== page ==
Summary and Info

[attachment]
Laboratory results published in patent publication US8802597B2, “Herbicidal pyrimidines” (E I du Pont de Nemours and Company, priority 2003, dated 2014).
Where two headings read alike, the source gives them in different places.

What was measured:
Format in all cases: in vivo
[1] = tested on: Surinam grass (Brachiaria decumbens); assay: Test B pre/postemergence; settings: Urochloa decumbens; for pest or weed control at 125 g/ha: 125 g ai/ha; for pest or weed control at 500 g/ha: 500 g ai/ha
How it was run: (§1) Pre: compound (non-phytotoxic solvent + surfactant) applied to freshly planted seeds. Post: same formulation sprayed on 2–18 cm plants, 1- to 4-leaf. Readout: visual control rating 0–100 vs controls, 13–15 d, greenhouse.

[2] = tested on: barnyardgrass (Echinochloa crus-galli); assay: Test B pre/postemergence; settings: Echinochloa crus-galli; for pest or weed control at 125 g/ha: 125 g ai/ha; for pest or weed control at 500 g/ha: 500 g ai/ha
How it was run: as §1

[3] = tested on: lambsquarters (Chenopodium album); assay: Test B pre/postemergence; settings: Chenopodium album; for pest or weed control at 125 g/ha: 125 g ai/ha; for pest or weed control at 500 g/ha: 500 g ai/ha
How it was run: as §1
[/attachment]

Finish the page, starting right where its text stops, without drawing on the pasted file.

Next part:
In this book, Marcin Milkowski argues that the mind can be explained computationally because it is itself computational -- whether it engages in mental arithmetic, parses natural language, or processes the auditory signals that allow us to experience music. Defending the computational explanation against objections to it -- from John Searle and Hilary Putnam in particular -- Milkowski writes that computationalism is here to stay but is not what many have taken it to be. It does not, for example, rely on a Cartesian gulf between software and hardware, or mind and brain. Milkowski's mechanistic construal of computation allows him to show that no purely computational explanation of a physical process will ever be complete. Computationalism is only plausible, he argues, if you also accept explanatory pluralism. Milkowski sketches a mechanistic theory of implementation of computation against a background of extant conceptions, describing four dissimilar computational models of cognition. He reviews other philosophical accounts of implementation and computational explanation and defends a notion of representation that is compatible with his mechanistic account and adequate vis à vis the four models discussed earlier. Instead of arguing that there is no computation without representation, he inverts the slogan and shows that there is no representation without computation -- but explains that representation goes beyond purely computational considerations. Milkowski's arguments succeed in vindicating computational explanation in a novel way by relying on mechanistic theory of science and interventionist theory of causation.
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